The styling is nice and I do love Ohlïns parts but I’d be hard pressed to justify trading my Bobber for the TFC. As said, you’re better off just adding a sports model to the stable.
 

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Personally I prefer a lot of the builds here on the forum to the TFC. This build seems more performance oriented, and less custom. The Bobber has about as much performance as I can take as it starts to rip my arms out of their sockets and my backside slides off the statement seat anyway :grin2:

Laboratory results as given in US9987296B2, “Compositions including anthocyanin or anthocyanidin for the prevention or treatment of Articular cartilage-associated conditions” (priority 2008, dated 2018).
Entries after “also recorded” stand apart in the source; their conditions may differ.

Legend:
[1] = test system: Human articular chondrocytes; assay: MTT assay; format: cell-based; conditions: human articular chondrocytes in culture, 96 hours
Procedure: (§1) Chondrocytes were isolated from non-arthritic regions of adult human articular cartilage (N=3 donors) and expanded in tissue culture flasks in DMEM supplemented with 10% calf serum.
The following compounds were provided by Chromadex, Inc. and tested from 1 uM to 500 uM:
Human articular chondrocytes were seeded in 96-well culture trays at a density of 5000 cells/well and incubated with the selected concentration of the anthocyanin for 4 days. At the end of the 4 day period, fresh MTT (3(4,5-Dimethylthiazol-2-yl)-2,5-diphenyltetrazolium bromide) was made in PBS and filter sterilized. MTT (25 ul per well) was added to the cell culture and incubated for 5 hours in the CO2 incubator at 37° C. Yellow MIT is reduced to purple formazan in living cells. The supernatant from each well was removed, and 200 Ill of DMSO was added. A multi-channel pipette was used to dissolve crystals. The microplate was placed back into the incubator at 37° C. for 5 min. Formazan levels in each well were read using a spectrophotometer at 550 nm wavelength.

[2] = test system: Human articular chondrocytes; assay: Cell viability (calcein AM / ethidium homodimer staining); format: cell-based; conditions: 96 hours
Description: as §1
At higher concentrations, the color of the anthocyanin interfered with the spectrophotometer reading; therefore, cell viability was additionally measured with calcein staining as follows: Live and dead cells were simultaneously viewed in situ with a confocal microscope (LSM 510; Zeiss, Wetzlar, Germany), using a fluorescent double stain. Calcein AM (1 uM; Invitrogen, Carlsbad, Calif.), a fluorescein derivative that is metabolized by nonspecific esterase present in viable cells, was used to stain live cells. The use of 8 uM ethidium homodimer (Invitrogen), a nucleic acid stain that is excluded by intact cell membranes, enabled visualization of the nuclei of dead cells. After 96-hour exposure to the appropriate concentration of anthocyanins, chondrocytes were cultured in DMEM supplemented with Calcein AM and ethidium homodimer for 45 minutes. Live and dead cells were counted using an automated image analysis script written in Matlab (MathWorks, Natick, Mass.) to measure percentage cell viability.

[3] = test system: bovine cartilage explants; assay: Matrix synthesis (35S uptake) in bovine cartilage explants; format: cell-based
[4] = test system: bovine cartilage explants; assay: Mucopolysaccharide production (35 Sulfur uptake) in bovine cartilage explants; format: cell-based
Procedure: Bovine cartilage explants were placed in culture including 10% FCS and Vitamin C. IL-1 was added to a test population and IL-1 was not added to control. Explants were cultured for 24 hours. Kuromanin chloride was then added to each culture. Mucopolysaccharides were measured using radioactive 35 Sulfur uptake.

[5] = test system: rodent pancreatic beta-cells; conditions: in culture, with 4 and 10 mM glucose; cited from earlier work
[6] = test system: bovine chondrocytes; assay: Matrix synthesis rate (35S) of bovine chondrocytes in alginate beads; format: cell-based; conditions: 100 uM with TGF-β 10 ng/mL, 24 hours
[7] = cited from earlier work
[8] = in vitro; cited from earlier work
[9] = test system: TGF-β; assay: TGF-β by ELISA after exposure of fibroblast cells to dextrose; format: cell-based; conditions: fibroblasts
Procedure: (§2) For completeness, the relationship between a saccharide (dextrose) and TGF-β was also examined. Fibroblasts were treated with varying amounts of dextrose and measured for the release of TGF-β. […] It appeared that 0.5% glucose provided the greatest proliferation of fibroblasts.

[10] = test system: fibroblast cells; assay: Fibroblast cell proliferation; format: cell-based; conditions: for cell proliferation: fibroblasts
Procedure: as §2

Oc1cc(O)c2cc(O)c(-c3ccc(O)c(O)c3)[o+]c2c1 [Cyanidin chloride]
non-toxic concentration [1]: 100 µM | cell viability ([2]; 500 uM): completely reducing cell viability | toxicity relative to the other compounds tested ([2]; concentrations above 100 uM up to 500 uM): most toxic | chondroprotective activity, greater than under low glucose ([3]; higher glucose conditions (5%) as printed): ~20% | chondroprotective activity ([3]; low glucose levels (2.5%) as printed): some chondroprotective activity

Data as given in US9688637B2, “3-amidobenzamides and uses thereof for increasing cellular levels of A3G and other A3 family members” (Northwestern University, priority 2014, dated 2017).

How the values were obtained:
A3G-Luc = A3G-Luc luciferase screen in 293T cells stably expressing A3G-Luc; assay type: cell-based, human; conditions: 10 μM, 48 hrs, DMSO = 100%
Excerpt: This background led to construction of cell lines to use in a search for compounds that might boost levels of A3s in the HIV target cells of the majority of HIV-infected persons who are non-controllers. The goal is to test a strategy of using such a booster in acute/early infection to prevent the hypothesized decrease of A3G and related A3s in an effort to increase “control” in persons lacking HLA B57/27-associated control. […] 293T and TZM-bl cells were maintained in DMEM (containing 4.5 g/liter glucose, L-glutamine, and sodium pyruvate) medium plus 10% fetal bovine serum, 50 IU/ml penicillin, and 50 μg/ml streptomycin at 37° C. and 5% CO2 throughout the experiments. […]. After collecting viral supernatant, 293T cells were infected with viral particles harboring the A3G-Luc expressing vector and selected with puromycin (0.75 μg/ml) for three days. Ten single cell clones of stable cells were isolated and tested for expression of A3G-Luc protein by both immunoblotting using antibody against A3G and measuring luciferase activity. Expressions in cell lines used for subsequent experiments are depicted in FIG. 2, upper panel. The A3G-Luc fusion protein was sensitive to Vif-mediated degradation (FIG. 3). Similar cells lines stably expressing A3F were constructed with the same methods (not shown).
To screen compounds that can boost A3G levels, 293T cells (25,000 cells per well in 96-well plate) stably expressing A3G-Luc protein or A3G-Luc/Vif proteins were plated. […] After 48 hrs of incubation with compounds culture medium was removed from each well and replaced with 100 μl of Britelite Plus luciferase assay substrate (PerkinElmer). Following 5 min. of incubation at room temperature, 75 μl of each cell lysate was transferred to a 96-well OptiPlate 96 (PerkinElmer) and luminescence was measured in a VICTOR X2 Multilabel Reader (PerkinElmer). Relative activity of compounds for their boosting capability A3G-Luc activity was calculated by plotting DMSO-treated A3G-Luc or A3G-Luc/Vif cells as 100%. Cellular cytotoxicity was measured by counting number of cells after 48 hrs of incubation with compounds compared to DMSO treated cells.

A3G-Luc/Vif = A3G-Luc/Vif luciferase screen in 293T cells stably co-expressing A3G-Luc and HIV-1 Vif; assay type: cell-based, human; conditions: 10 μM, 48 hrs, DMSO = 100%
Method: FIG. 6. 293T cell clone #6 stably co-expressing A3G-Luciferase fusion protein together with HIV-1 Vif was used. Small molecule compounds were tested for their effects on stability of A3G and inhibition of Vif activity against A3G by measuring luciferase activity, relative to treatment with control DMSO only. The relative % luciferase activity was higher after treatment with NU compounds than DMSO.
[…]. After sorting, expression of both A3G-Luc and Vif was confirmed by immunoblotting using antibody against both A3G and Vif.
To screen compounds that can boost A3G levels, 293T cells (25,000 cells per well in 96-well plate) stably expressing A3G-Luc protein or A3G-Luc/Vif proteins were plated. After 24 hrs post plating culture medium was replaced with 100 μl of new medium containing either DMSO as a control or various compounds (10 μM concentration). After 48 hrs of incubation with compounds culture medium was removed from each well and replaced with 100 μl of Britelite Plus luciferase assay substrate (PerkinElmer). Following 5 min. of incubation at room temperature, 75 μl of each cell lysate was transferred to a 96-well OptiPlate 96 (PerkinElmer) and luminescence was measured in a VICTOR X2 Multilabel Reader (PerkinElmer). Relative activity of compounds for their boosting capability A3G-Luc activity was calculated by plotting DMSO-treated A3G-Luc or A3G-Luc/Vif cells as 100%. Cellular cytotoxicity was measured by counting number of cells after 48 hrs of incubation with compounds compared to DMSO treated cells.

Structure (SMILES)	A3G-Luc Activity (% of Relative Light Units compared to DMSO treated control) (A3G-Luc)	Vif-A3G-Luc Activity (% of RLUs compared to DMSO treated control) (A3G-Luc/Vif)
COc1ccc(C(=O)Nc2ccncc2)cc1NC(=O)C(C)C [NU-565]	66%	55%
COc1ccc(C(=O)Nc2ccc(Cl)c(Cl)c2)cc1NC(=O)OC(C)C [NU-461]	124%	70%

There's a strong family resemblance to the other TFCs, which I guess is good. The Thruxton is spot-on IMHO, but the Bobber is a missed opportunity. Instead of all the carbon fiber, I'd have liked to see them do something with brass.

That said, all the engine lightening work looks great and I'm sure will give a BobberII a nice lift. Can't beat power up, weight down.